The COJECO BluePrint Fellowship

The BluePrint Fellowship is a year-long program for Russian-speaking Jewish adults ages 25-40 to explore personal and collective identity through the creation of Jewish community projects, supported by group workshops, one-on-one guidance, and a mini-grant.

Current cohort has been selected

The BluePrint Fellowship brings together a select group of Russian-speaking Jewish innovators, artists, and intellectuals, to explore the link between personal identity and creativity.


What does it mean to be Jewish for someone born in the Former Soviet Union and living in the United States today? The BluePrint Fellowship offers participants the opportunity to examine and explore this question on their own terms. Chosen through a competitive application and interview process, fellows are able to bring their ideas to life and engaged in this community-wide conversation.

BluePrint Community Projects

BluePrint projects from years past have been innovative initiatives that impact the Russian-speaking Jewish community and Jewish community at large in areas such as: arts & culture * media & technology * gender & sexuality * literature * education * environment * children and family life * social justice * philanthropy

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Offering fellows a deeper historical and cultural perspective on the Jewish people and contemporary issues of the Jewish world today, with a unique focus on post-Soviet Jewry through a series of informal educational experiences.

Motivating participants to become more active members of the Jewish community through a personal connection to and familiarity with an array of projects, organizations, and approaches to Jewish community life.

Providing fellows with the tools to develop successful community projects through hands-on professional workshops and peer-to-peer review.

One-on-one mentoring guides Fellows in setting clear goals for project objectives, offers options for achieving desired goals and outcomes, and identifies possible resources that go beyond traditional methods.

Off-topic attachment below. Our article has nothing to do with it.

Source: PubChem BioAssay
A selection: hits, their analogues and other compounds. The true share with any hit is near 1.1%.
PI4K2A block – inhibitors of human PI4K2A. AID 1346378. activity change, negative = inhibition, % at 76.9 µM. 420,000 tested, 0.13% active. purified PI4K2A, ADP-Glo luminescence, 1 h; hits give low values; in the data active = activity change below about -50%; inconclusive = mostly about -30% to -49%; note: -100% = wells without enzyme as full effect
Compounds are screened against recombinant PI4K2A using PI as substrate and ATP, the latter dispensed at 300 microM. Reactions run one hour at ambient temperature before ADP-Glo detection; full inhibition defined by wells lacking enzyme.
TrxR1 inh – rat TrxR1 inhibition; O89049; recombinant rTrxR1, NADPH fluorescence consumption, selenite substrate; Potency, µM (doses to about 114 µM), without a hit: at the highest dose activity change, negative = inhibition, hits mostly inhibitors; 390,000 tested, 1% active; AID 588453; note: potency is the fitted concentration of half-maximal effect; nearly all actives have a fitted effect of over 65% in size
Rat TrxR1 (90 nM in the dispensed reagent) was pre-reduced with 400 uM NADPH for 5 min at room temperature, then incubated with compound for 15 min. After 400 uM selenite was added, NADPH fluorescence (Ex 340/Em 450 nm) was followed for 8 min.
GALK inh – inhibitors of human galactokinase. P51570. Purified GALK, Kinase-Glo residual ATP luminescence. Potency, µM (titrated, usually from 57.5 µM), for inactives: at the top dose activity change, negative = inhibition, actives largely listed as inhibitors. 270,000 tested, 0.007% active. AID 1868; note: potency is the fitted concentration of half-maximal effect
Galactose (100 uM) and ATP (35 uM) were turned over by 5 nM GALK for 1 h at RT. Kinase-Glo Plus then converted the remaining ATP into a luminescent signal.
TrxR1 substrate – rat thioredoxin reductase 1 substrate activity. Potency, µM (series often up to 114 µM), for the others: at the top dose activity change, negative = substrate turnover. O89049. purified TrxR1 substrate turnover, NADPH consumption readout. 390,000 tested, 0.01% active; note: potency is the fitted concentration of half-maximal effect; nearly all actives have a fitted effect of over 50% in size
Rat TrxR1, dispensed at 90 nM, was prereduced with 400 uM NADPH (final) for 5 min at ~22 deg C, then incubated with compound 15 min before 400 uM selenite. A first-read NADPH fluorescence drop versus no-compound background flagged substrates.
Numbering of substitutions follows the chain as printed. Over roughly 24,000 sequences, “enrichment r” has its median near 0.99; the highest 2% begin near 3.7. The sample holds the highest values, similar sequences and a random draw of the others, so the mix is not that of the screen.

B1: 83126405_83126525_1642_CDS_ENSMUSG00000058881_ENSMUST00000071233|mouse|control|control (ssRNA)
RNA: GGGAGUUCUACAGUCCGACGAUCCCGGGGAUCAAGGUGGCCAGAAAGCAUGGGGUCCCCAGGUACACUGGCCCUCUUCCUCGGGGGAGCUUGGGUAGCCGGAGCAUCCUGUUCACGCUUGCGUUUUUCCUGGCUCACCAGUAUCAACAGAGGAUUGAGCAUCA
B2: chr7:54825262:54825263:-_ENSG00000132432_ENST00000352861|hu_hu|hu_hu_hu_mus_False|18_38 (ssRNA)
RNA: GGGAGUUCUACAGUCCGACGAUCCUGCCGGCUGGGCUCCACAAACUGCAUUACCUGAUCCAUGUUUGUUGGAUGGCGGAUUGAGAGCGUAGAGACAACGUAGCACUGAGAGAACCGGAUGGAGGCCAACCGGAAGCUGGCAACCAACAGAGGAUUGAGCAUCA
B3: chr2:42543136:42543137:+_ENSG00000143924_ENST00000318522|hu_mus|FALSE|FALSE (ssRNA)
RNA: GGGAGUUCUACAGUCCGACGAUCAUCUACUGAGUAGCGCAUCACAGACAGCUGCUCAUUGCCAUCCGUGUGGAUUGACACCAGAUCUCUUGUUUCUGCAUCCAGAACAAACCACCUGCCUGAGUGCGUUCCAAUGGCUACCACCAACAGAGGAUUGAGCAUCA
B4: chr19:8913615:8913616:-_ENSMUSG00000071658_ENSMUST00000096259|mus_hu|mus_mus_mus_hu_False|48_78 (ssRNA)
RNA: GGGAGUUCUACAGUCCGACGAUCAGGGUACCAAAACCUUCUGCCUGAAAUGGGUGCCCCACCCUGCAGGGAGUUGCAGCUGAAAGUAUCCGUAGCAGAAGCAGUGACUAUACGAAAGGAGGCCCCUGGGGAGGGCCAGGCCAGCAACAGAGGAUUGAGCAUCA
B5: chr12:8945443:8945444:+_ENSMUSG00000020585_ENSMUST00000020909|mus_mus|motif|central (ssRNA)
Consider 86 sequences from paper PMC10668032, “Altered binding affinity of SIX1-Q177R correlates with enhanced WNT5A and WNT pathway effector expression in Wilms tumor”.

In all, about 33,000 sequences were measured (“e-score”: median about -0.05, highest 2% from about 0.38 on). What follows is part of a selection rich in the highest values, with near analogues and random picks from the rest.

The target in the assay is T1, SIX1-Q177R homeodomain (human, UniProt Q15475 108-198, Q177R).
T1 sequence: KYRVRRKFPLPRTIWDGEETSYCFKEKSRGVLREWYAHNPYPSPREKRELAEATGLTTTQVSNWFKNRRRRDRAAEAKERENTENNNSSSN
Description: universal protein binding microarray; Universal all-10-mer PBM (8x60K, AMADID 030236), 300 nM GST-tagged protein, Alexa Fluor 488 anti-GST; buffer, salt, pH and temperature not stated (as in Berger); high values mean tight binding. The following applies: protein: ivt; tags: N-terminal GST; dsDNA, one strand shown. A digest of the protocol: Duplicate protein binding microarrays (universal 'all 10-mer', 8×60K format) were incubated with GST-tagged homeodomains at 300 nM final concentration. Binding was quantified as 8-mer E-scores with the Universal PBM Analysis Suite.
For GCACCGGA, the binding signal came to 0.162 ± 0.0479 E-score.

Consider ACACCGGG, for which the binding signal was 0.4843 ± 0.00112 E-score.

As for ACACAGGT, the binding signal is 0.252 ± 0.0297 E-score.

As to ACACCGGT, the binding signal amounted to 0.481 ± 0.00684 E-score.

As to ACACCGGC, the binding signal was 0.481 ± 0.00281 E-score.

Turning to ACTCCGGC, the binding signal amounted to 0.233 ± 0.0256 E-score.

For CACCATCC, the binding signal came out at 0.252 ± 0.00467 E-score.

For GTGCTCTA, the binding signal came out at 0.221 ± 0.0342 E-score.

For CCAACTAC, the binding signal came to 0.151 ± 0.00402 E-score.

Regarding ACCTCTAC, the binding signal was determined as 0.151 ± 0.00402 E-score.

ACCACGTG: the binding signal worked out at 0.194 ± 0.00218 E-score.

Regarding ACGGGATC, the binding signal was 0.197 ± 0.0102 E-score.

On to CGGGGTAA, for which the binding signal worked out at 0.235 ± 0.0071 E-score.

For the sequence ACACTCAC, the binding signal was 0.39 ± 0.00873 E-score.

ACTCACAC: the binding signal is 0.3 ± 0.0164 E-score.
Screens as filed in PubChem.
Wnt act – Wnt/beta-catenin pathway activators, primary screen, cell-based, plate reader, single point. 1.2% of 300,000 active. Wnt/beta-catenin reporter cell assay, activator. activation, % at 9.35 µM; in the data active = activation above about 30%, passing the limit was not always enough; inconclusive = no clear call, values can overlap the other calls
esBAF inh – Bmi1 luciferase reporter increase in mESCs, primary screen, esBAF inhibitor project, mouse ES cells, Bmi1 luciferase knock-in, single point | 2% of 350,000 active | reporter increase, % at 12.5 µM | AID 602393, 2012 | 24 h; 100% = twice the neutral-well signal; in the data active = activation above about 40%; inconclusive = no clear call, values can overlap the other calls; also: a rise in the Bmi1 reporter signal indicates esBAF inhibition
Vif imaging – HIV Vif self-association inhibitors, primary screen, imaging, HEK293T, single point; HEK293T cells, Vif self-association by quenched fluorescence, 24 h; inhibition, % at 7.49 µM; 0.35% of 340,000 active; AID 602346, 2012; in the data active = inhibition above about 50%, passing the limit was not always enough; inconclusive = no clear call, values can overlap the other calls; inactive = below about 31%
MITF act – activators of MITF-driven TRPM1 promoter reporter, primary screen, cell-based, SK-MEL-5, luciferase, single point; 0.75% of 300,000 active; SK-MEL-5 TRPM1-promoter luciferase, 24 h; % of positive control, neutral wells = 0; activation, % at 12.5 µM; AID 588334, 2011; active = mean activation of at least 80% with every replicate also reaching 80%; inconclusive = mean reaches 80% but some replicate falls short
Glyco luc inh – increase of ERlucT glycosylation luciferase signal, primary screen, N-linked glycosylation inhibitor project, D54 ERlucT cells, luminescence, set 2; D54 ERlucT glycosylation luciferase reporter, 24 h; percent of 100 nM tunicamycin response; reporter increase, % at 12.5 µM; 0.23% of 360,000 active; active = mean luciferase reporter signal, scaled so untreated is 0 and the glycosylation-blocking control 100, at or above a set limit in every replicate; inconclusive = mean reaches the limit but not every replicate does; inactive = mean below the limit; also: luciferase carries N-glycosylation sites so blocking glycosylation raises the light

Russian Jewish community projects created since 2008


Projects continuing beyond their Fellowship year


New Jewish non-profit organizations resulting from BluePrint projects


Fellows who became Jewish professionals or lay leaders


People engaged by BluePrint Fellowship community projects



  • Fellows must be Russian-speaking Jews between the ages of 25 and 40, residing in the NYC area.
  • Fellows must have an original concept for a community project with an explicitly Jewish theme and an anticipated impact on at least 50 people.
  • Fellows must participate in the program fully, including a three-day weekend retreat and 8 evening workshops, which take place monthly on weeknights.
  • Fellows must implement their community projects within the Fellowship year, including a public launch event.


The BluePrint Fellowship begins with a weekend retreat and is followed by monthly educational workshops,  where fellows meet other talented thinkers and social activists, gain a new perspective on the community’s historical context, and hone their project management skills. BluePrint sessions are designed to inspire and support participants through the development of their projects, while exploring new ways of looking at personal history and identity.


Through a guided grant application and reporting process over the course of the program, each fellow is awarded a mini-grant of up to $5,000 for the implementation of their community project. The average grant awarded is $3,000.


Each fellow is paired with a BluePrint alumnus mentor who can offer guidance, support, and advice to a new fellow, having had firsthand experience of participating in this process.

Selection Criteria

For the 2017-2018 BluePrint Fellowship cycle, preference will be given to candidates with long-term vision and aspirations for their community project and their personal community involvement. While projects must be implemented within the the program year, the Fellowship should be viewed as a  launching pad for on-going endeavors.